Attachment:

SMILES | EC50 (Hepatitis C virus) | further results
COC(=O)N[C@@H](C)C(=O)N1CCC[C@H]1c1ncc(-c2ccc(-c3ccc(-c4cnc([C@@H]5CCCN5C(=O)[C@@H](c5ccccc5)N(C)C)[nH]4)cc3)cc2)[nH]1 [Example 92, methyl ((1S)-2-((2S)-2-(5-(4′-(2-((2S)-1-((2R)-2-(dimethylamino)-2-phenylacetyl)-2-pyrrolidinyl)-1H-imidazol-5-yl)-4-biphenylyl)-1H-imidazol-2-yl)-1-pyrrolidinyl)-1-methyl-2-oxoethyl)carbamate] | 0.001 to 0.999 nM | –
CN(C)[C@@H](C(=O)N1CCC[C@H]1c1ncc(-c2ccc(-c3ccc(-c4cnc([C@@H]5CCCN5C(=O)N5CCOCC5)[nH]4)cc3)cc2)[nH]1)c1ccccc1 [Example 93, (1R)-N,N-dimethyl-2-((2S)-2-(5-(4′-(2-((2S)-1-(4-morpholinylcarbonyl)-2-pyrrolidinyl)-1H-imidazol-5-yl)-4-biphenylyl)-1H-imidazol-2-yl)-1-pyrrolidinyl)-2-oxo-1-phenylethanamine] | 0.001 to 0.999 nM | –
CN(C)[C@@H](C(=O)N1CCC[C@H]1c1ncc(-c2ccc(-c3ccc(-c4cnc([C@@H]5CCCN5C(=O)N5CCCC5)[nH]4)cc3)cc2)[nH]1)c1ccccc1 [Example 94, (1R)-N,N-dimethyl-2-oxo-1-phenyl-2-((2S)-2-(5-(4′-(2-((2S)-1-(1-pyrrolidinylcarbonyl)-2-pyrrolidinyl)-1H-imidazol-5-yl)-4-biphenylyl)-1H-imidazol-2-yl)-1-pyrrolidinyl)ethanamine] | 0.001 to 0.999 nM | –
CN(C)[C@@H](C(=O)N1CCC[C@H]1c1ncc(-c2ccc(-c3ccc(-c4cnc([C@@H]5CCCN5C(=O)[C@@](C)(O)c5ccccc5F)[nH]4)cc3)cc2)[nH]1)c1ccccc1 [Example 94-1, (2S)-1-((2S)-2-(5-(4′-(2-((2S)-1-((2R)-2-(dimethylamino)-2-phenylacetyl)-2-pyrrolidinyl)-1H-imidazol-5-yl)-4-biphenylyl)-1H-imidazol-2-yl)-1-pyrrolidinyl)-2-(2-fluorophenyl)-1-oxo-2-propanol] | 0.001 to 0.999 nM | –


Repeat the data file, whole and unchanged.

SMILES | EC50 (Hepatitis C virus) | further results
COC(=O)N[C@@H](C)C(=O)N1CCC[C@H]1c1ncc(-c2ccc(-c3ccc(-c4cnc([C@@H]5CCCN5C(=O)[C@@H](c5ccccc5)N(C)C)[nH]4)cc3)cc2)[nH]1 [Example 92, methyl ((1S)-2-((2S)-2-(5-(4′-(2-((2S)-1-((2R)-2-(dimethylamino)-2-phenylacetyl)-2-pyrrolidinyl)-1H-imidazol-5-yl)-4-biphenylyl)-1H-imidazol-2-yl)-1-pyrrolidinyl)-1-methyl-2-oxoethyl)carbamate] | 0.001 to 0.999 nM | –
CN(C)[C@@H](C(=O)N1CCC[C@H]1c1ncc(-c2ccc(-c3ccc(-c4cnc([C@@H]5CCCN5C(=O)N5CCOCC5)[nH]4)cc3)cc2)[nH]1)c1ccccc1 [Example 93, (1R)-N,N-dimethyl-2-((2S)-2-(5-(4′-(2-((2S)-1-(4-morpholinylcarbonyl)-2-pyrrolidinyl)-1H-imidazol-5-yl)-4-biphenylyl)-1H-imidazol-2-yl)-1-pyrrolidinyl)-2-oxo-1-phenylethanamine] | 0.001 to 0.999 nM | –
CN(C)[C@@H](C(=O)N1CCC[C@H]1c1ncc(-c2ccc(-c3ccc(-c4cnc([C@@H]5CCCN5C(=O)N5CCCC5)[nH]4)cc3)cc2)[nH]1)c1ccccc1 [Example 94, (1R)-N,N-dimethyl-2-oxo-1-phenyl-2-((2S)-2-(5-(4′-(2-((2S)-1-(1-pyrrolidinylcarbonyl)-2-pyrrolidinyl)-1H-imidazol-5-yl)-4-biphenylyl)-1H-imidazol-2-yl)-1-pyrrolidinyl)ethanamine] | 0.001 to 0.999 nM | –
CN(C)[C@@H](C(=O)N1CCC[C@H]1c1ncc(-c2ccc(-c3ccc(-c4cnc([C@@H]5CCCN5C(=O)[C@@](C)(O)c5ccccc5F)[nH]4)cc3)cc2)[nH]1)c1ccccc1 [Example 94-1, (2S)-1-((2S)-2-(5-(4′-(2-((2S)-1-((2R)-2-(dimethylamino)-2-phenylacetyl)-2-pyrrolidinyl)-1H-imidazol-5-yl)-4-biphenylyl)-1H-imidazol-2-yl)-1-pyrrolidinyl)-2-(2-fluorophenyl)-1-oxo-2-propanol] | 0.001 to 0.999 nM | –